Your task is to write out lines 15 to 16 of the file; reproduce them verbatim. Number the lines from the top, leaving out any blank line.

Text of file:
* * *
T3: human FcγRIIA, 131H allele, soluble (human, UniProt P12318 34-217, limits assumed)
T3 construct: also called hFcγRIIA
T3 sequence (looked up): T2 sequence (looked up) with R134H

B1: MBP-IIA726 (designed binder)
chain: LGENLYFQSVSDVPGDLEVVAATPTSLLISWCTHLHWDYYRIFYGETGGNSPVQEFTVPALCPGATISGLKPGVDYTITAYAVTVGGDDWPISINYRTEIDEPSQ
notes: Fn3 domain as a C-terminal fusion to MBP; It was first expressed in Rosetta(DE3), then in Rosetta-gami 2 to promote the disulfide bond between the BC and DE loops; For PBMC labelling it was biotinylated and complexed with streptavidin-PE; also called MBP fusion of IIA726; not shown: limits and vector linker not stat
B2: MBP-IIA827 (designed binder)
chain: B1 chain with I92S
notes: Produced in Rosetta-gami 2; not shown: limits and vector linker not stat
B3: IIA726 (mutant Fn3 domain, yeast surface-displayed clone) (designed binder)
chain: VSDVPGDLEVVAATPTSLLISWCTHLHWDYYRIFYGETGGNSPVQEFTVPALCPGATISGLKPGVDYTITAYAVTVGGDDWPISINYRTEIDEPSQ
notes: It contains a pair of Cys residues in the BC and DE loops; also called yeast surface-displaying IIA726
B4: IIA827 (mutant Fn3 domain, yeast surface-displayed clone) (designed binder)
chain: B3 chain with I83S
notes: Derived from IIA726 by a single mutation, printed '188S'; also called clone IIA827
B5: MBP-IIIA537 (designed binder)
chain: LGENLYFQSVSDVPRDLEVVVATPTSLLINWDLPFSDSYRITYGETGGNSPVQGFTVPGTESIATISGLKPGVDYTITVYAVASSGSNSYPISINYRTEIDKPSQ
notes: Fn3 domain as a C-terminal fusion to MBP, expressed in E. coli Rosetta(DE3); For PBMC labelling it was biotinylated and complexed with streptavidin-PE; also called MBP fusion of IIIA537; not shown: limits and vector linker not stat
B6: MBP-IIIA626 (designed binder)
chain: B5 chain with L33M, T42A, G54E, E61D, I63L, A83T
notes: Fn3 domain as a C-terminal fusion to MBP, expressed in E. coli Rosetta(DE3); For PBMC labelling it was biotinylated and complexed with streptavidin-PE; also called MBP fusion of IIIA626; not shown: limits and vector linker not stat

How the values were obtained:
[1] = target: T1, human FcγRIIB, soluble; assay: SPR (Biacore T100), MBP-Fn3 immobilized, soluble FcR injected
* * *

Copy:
notes: Derived from IIA726 by a single mutation, printed '188S'; also called clone IIA827
B5: MBP-IIIA537 (designed binder)